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Sunday, November 6, 2011

From Black and White to Color

Now to the Photoshop document with the tight pencil as a layer, I begin adding color based on the scheme in the rough comp shown in the last post.  On a new layer, of course, I block in the basic flat colors, as seen here in two versions:

Here it is with the pencil layer turned off...

And this is with the pencil layer turned on.
Right now it looks maybe like a comic book page, with hard outlines and mostly flat colors.  But some gradients have been applied: 1)The red robes lose saturation and grow paler as we move into the distance; 2) The side of the bridge becomes lighter where it turns to catch the light coming through the archway, and 3) complex gradients have been applied to the marble pillars and to the inside and outside of the cauldron in the right foreground.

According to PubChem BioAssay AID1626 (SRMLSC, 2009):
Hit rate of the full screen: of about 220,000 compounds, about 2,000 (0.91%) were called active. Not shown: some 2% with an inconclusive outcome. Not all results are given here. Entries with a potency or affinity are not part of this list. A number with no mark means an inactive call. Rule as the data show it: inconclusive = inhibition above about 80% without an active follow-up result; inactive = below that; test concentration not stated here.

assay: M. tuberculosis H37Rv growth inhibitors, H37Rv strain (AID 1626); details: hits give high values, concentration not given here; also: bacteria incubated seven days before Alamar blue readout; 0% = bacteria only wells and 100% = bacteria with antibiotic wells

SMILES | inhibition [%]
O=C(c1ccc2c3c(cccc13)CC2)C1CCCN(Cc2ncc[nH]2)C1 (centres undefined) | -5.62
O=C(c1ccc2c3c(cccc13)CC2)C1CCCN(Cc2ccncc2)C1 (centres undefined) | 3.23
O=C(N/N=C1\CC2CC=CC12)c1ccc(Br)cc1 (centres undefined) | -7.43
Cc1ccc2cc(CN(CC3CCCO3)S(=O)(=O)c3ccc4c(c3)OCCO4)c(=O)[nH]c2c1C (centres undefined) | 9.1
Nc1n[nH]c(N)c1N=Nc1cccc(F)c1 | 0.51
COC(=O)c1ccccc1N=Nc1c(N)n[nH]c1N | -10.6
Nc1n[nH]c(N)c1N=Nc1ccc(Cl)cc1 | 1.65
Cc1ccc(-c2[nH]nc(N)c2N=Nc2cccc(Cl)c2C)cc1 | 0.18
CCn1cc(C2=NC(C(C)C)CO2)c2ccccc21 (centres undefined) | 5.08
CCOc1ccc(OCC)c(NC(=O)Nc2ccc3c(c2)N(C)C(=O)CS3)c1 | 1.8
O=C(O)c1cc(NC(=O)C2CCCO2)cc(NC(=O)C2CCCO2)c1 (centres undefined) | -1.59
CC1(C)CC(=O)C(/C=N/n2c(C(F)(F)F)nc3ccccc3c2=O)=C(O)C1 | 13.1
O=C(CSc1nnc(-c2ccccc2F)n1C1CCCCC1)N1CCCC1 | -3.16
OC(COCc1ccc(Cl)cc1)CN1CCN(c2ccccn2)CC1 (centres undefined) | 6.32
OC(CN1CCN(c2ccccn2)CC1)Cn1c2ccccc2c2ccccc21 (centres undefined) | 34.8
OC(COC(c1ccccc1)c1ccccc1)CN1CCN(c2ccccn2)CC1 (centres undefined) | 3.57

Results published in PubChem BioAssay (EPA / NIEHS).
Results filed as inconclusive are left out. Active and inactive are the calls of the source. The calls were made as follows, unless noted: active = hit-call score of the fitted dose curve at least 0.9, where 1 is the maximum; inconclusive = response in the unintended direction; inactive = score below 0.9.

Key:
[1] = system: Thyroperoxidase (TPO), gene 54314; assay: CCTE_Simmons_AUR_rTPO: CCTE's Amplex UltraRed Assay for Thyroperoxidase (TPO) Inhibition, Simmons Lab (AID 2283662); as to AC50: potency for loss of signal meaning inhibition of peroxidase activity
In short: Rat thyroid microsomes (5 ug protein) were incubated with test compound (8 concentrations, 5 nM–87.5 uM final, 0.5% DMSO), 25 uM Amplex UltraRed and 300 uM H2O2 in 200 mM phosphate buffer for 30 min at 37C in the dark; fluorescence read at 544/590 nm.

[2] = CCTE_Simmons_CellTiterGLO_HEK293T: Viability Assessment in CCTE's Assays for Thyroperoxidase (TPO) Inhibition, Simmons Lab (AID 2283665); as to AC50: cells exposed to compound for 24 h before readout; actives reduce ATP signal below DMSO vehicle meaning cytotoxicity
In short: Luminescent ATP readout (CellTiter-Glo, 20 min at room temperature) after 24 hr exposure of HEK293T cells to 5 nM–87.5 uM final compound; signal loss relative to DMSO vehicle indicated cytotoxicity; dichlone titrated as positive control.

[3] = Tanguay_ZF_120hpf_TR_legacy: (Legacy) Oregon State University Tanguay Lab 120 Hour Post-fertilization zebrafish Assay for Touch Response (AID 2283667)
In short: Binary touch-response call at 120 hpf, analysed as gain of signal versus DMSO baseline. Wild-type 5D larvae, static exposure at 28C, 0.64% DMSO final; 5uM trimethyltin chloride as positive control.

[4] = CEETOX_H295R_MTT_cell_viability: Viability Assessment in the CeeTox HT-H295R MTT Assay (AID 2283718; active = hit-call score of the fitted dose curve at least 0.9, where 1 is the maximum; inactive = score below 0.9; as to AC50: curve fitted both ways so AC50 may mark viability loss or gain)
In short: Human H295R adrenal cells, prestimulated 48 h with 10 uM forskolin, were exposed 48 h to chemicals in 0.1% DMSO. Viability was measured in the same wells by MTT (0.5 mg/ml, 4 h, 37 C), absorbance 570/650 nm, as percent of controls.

The one thing rendered at this stage is the chili itself, based on personal photos of my own actual chili batches over the years.  Yum!

Then of course most of the stone structure of the bridge has been copied from the pencil rendering, since the detail of the stone shapes and mortar is essentially a linear rather than tonal problem.

But if you look back at the upper image here, it is clear that the value range within the figures is not yet defined, not to mention the detail.  Remember: the goal is to eventually make the pencil rendering layer redundant by putting all its information into the painting itself, and to do that mainly by tonal and textural means rather than in a linear way.

Next: Bringing It All Home

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